Review – Justice League #30: Doom is Coming

Comic Books DC This Week
Justice League #30 variant cover, via DC Comics.

Justice League #30 – Scott Snyder, James Tynion IV, Writer; Jorge Jimenez, Artist; Alejandro Sanchez, Colorist


Ray – 9/10

Corrina: Sure Feels Like a.. Crisis

Ray: The Justice/Doom War is the linchpin of the “Year of the Villain” meta-event in Justice League, as Lex Luthor – now possessing the power of Martian Manhunter – makes his move against the Justice League to claim the last piece of the Totality. The opening of Justice League #30 is oddly similar to Batman/Superman #1 this week, as it’s also a cold open that shows us a possible horrible scenario that doesn’t quite take place in our world. In this case, it’s the opening – and final – battle of the Legion of Doom vs. the Justice League, as Apex Lex marches on the League HQ and dismantles the heroes one by one. However, this isn’t actually happening – it’s a future three days from now that Starman shows them to set up their last stand. The League has gathered the entire DC hero population, including the JLD, Titans, and freelance heroes like Green Arrow, Black Canary, and Guy Gardner, to hear their plan, which leads to some unexpectedly amusing moments from the gallery as the long-shot plan is laid out.

There’s a little too much monologuing in this issue, as both Starman and Luthor lay out their plan to their respective followers, but it doesn’t drag the issue down and all the usual strengths are here. Jarro is only in a few scenes, but he’s a delight as always, and Jorge Jimenez’s art is fantastic. The main plot of the issue will remind many people of Avengers: Endgame, as the team is split into three groups heading to different time periods. Flash and John Stewart head to the past, while the Trinity heads to the future. But it’s where they actually arrive that delivers the issue’s best scenes, as not one but two beloved groups of heroes return. First it’s Kamandi and his animal-man allies who greet one group – and then the odd, altered past that Flash and GL arrive in turns out to be protective by the original Justice Society of America. This issue delivers one thrill after another as all the plot beats Snyder and Tynion have been setting up for a year plus start to pay off. This is how you pay off an event comic’s buildup.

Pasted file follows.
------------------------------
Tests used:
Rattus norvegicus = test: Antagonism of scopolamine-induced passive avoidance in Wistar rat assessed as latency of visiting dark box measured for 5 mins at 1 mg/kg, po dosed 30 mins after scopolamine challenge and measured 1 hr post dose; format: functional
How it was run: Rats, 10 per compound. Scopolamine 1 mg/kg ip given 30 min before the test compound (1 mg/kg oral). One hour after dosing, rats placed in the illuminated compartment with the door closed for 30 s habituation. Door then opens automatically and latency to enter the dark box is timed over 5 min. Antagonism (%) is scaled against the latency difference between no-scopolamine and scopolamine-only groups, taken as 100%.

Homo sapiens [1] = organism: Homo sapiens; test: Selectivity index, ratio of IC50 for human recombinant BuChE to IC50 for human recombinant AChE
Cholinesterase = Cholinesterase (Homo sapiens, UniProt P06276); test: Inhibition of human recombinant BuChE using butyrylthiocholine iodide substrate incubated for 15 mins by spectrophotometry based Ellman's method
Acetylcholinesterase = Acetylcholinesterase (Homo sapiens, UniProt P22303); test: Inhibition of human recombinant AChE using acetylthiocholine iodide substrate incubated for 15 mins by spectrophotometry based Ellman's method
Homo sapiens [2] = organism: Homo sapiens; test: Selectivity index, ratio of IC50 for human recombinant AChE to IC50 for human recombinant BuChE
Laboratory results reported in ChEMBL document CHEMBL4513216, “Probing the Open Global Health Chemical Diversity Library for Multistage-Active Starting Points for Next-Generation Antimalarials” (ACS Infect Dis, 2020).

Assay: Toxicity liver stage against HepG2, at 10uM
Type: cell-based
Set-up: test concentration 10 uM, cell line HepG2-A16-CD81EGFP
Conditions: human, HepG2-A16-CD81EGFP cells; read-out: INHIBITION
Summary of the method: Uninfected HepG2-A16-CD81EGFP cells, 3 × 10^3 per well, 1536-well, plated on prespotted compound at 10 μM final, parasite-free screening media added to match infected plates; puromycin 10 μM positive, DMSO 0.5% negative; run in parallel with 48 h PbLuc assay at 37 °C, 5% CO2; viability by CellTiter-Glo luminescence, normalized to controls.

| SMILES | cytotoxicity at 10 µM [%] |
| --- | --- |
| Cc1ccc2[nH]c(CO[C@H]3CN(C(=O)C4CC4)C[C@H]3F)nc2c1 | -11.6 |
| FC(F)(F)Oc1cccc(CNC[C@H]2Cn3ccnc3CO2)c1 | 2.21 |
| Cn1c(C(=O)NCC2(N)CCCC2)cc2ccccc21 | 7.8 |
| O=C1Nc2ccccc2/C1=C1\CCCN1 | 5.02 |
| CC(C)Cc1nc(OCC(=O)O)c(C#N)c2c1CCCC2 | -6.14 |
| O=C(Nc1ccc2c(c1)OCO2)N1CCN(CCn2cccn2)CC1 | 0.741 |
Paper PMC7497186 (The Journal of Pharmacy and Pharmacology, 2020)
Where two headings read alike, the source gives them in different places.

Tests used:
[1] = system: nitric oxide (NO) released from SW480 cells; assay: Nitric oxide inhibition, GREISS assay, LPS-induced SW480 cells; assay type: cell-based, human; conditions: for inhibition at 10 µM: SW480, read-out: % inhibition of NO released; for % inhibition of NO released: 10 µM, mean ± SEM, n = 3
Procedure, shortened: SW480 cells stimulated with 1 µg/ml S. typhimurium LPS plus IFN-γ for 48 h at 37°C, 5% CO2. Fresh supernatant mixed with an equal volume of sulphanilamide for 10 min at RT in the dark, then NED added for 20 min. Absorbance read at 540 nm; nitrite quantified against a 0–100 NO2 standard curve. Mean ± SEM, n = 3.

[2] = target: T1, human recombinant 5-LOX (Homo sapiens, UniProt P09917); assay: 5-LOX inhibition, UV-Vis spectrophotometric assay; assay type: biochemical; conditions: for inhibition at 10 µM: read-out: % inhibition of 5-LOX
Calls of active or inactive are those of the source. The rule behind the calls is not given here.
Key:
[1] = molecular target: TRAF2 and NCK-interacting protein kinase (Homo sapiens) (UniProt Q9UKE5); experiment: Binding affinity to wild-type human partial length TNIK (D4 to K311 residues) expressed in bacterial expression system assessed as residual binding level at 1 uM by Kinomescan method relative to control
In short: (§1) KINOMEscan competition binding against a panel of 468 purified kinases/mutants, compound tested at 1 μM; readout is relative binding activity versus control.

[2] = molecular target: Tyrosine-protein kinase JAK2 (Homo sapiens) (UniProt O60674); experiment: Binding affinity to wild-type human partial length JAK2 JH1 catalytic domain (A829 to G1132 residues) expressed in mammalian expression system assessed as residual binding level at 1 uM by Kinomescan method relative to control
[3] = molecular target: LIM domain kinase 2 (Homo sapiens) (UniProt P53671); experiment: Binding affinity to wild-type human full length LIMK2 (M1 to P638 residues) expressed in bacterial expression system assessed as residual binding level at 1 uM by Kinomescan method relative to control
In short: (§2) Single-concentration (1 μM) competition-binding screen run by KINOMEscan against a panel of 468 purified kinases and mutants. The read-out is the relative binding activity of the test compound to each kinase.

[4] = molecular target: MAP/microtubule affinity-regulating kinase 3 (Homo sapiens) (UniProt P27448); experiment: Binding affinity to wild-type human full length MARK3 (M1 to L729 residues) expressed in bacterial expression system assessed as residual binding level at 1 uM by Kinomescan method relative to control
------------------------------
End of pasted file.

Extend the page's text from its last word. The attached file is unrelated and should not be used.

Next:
Luthor victorious. Via DC Comics.

Corrina: I’m an impatient reader. I hate waiting two years for payoffs.

Not that this series has been without its world-shattering moments, even with flashes of humor, but it has been a bit gloomy overall, with what the Earth being pulled to its destruction and the mother of the universe back and wanting to reshape it.

And Doom…

Image copyright Marvel Entertainment. Doom
Doom is coming. Wait, not this Doom.

(Note: I occasionally wonder who is more arrogant and who is more/less of a genius: Lex Luthor or Victor Von Doom. I’m going to give Doom the edge because he can handle magic as well as tech and he’s managed to have his own country and rule it somewhat well.)

Meanwhile, Lex is busy being the ultimate expression of Brainiac and it all looks super-grim, even as the people are scattered. Jimenez has to draw basically all the DC heroes. DC needs to release that spectacular group of heroes waiting for instructions as a poster.

But the real news here is the JSA, who seem to be the classic 1940s Justice Society of America. They haven’t been seen since before the new 52 reboot, not in this form, not in comics. My first thought? Wesley! (I miss Sandman Mystery Theatre something fierce.)

My next thought: speaking of Sandman Mystery Theatre, where are the ladies? I don’t expect Dian, as she’s never been part of the costumed group but there are a number of JSA-era heroines but none in evidence here. And the downside of using the classic JSA is also that they’ve hardly inclusive, a flaw that’s even more glaring now, as it seems from the splash page.

One hopes next issue will address that problem, if they don’t die. I wouldn’t put it past the story to bring them back, only to toss a few onto the scrap heap as casualties of this war. DC has been fairly grim lately. See Wally West, Arsenal, all of the Batman-Who-Laughs stories.

To find reviews of all the DC issues, visit DC This Week.

Disclaimer: GeekDad received this comic for review purposes.

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